Cats are gorgeous animals that come in a wide variety of colors—in their fur as well as their eyes. Blue-eyed cats are particularly striking because they are rarer in the cat world and who can resist a cat with blue eyes?
All kittens are born with blue eyes that will change into a permanent adult color (usually amber, green, orange, or copper) at about 6 weeks of age when melanin occurs (melanin is the pigment that determines eye color). The less the melanin, the lighter the eyes, and therefore, cats with blue eyes have very little melanin.
Pointed cats (such as the Siamese) have a recessive albinism gene, which is why these breeds always have blue eyes. However, other cats have an extra gene that blocks the fur’s color, so they have white coats and blue eyes. Unfortunately, many of these cats with this gene tend to be born deaf.
So, here are 13 cat breeds with blue eyes, in alphabetical order:
The 13 Cat Breeds With Blue Eyes
1. American Shorthair
The American Shorthair started as a house cat in England and was used as a mouser, which brought it to North American shores. They were able to control the rodent population on the ships traveling with pilgrims in 1621 and eventually became the American Shorthair.
The American Shorthair is known to be calm and generally quiet and is one of the best lap cats around. They come in a wide variety of colors (as much as 80!) and patterns. While these cats are not solely blue-eyed like most of the cats on this list, the American Shorthair can have eye colors in gold, hazel, green, and yes, blue.
The Balinese is actually related to the Siamese cat and was initially called the “Longhair Siamese” before it was named “Balinese” by Helen Smith in 1950s New York. She named these cats after the graceful dancers of Bali, Indonesia.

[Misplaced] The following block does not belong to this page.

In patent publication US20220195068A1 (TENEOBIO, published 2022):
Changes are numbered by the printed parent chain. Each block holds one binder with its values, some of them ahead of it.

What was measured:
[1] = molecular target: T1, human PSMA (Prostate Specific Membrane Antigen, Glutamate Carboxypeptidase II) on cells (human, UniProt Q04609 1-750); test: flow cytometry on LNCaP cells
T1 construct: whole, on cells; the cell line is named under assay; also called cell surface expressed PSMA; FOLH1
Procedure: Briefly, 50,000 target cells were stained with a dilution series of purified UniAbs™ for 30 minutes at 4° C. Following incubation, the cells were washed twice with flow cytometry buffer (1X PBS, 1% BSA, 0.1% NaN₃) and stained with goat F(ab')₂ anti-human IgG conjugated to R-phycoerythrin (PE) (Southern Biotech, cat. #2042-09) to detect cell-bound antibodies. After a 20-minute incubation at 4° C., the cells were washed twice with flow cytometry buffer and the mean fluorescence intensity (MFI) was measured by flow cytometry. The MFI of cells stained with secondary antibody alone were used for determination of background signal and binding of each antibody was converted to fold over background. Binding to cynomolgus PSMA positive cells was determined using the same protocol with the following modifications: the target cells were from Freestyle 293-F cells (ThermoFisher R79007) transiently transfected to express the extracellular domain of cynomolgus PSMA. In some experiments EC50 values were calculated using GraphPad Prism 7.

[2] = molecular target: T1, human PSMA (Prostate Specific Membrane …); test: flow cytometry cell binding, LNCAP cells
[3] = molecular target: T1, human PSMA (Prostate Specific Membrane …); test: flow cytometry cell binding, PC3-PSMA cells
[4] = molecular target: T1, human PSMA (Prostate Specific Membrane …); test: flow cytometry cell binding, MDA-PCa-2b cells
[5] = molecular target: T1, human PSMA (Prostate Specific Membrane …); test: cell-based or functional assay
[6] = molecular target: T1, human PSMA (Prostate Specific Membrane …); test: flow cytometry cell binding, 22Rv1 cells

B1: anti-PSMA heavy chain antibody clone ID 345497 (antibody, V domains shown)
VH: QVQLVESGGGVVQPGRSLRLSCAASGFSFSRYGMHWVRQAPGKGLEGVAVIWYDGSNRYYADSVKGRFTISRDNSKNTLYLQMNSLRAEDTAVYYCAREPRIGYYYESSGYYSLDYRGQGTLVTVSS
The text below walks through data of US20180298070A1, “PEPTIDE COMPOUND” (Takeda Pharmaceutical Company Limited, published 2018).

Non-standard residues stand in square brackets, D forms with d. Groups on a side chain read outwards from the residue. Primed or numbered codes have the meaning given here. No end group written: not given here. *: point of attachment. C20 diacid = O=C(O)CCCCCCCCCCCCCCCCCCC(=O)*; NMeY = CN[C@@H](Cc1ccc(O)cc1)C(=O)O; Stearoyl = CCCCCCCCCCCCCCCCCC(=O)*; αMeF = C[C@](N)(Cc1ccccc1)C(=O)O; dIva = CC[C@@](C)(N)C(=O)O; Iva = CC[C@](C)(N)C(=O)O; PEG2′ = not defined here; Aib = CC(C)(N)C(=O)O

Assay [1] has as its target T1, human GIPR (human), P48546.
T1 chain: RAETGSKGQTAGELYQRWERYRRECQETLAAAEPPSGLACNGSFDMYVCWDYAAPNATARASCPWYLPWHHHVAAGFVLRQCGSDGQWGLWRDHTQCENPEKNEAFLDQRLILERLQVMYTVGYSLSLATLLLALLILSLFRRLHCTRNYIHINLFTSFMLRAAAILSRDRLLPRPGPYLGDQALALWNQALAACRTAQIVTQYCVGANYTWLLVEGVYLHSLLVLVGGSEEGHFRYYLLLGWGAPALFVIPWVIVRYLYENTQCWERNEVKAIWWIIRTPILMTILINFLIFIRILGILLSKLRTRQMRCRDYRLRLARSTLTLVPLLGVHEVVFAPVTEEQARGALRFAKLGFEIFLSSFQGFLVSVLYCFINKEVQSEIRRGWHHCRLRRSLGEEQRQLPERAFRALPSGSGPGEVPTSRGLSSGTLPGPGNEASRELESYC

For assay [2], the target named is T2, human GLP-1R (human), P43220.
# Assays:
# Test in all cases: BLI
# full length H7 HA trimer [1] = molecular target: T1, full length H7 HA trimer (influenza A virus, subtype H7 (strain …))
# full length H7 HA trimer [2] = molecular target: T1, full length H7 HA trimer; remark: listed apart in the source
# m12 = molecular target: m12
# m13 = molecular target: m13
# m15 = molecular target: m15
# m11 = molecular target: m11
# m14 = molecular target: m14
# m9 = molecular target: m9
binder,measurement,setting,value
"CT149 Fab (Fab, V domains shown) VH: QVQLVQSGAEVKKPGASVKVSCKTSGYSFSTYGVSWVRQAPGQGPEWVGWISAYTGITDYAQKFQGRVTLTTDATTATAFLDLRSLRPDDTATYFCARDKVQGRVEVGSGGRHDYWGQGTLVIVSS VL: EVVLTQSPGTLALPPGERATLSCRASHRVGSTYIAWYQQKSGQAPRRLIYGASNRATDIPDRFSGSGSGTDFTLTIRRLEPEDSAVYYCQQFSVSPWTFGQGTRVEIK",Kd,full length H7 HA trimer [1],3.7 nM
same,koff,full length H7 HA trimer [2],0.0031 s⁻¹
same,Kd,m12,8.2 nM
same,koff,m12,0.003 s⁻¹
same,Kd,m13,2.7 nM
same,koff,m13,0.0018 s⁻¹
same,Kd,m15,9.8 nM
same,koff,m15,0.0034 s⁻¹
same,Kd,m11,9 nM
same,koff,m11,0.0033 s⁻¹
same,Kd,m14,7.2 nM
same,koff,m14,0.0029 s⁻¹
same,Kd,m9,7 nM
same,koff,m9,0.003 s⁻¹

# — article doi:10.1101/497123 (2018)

Just like the Siamese, the Balinese loves to talk! They are smart a cat with blue eyes known for their easy-going and friendly natures and tend to get along with all animals and people. As with all pointed cats (this refers to point coloration, which are cats with pale bodies and darker fur at their extremities, such as the face, ears, tail, and feet), the Balinese has slanted eyes in a distinctive blue color.
3. Colorpoint Shorthair
Another relative to the Siamese, the Colorpoint Shorthair was bred from combining a red tabby American Shorthair to a Siamese. This occurred from the 1940s to the 1950s in order to create a red colorpointed Siamese cat.
These cats are chatty like the Siamese and are very sensitive, intelligent and love attention and affection. The Colorpoint Shorthair comes in various colors other than red and might even sport some tabby-like stripes. Like all of the colorpointed felines, they are a blue eyed cat.
The Birman has also been called the “Sacred Cat of Burma” and has a rather fantastic origin story steeped in mythology, but it was believed that they were sacred cats that were companions to the Kittah priests. They arrived in France in the 1920s and were given the name Birmanie (which means ‘Burma’ in French), shortened to Birman.
It is an intelligent blue eyed cat who seeks love and affection and are gentle and calm. The Birman is also colorpointed, and usually has white paws and is commonly gold in color. Their big round eyes are always blue.
The first true Himalayan was first bred in the early 1930s in the United States as a way to create a Persian cat with Siamese coloring. They have been called “Colorpoint Persians” but were named after the rare Himalayan rabbit that is also colorpointed.
The gentle Himalayan is a playful and sometimes mischievous cat that loves to be doted on and will form a strong bond with her owner. They tend to be medium or large in size with long thick fur colorpointed like the Siamese. The Himalayan has beautiful round and large striking blue eyes.
The Javanese is very closely associated with the Colorpoint Shorthair. Many cat associations even believe that the Javanese are just a different variety of Colorpoint Shorthair. They were developed in order to create a Siamese-like cat that had a wider variety of colors.
The Javanese is exceptionally vocal and will want to chat with you when happy or frustrated. They are very intelligent and loyal and love attention. They can be red, tortie, seal, and cream in color and have those beautiful blue eyes.
7. Ojos Azules